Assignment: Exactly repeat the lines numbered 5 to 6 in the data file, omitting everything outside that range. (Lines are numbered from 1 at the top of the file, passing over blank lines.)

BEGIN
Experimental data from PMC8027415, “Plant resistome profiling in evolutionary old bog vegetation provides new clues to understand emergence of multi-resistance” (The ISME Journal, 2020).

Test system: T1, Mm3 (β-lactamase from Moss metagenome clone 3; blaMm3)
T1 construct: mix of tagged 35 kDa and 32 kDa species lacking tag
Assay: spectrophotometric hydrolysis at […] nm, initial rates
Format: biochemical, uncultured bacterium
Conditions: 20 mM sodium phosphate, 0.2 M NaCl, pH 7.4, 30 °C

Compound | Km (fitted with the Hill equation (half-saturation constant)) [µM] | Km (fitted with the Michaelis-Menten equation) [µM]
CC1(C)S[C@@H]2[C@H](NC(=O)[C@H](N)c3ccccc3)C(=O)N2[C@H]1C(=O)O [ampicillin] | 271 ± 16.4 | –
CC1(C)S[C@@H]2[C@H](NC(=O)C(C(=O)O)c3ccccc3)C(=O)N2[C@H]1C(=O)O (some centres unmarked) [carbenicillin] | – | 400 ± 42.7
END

Format: biochemical, uncultured bacterium
Conditions: 20 mM sodium phosphate, 0.2 M NaCl, pH 7.4, 30 °C